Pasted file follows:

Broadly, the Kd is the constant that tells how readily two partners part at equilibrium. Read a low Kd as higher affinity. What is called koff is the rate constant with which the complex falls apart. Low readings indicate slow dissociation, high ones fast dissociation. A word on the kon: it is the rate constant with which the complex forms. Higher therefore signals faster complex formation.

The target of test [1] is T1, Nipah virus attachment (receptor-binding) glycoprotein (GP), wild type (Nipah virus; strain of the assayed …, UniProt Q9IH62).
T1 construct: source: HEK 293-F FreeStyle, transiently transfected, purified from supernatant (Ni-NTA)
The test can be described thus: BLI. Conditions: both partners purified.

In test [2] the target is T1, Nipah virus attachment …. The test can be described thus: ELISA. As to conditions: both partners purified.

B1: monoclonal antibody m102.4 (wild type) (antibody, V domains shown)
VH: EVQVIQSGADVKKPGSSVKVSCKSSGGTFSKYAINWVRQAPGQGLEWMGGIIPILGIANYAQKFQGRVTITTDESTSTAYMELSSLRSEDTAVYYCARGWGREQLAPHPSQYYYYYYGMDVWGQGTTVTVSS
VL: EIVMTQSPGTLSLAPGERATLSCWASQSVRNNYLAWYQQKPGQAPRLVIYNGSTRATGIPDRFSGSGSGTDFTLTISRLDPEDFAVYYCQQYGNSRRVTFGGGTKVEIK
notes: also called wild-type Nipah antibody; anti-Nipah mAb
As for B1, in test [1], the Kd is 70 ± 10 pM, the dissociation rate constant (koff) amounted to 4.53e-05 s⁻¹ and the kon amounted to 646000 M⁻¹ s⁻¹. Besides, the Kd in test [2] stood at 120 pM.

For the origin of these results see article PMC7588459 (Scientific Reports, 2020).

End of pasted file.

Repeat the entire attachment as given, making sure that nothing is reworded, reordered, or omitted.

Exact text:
Broadly, the Kd is the constant that tells how readily two partners part at equilibrium. Read a low Kd as higher affinity. What is called koff is the rate constant with which the complex falls apart. Low readings indicate slow dissociation, high ones fast dissociation. A word on the kon: it is the rate constant with which the complex forms. Higher therefore signals faster complex formation.

The target of test [1] is T1, Nipah virus attachment (receptor-binding) glycoprotein (GP), wild type (Nipah virus; strain of the assayed …, UniProt Q9IH62).
T1 construct: source: HEK 293-F FreeStyle, transiently transfected, purified from supernatant (Ni-NTA)
The test can be described thus: BLI. Conditions: both partners purified.

In test [2] the target is T1, Nipah virus attachment …. The test can be described thus: ELISA. As to conditions: both partners purified.

B1: monoclonal antibody m102.4 (wild type) (antibody, V domains shown)
VH: EVQVIQSGADVKKPGSSVKVSCKSSGGTFSKYAINWVRQAPGQGLEWMGGIIPILGIANYAQKFQGRVTITTDESTSTAYMELSSLRSEDTAVYYCARGWGREQLAPHPSQYYYYYYGMDVWGQGTTVTVSS
VL: EIVMTQSPGTLSLAPGERATLSCWASQSVRNNYLAWYQQKPGQAPRLVIYNGSTRATGIPDRFSGSGSGTDFTLTISRLDPEDFAVYYCQQYGNSRRVTFGGGTKVEIK
notes: also called wild-type Nipah antibody; anti-Nipah mAb
As for B1, in test [1], the Kd is 70 ± 10 pM, the dissociation rate constant (koff) amounted to 4.53e-05 s⁻¹ and the kon amounted to 646000 M⁻¹ s⁻¹. Besides, the Kd in test [2] stood at 120 pM.

For the origin of these results see article PMC7588459 (Scientific Reports, 2020).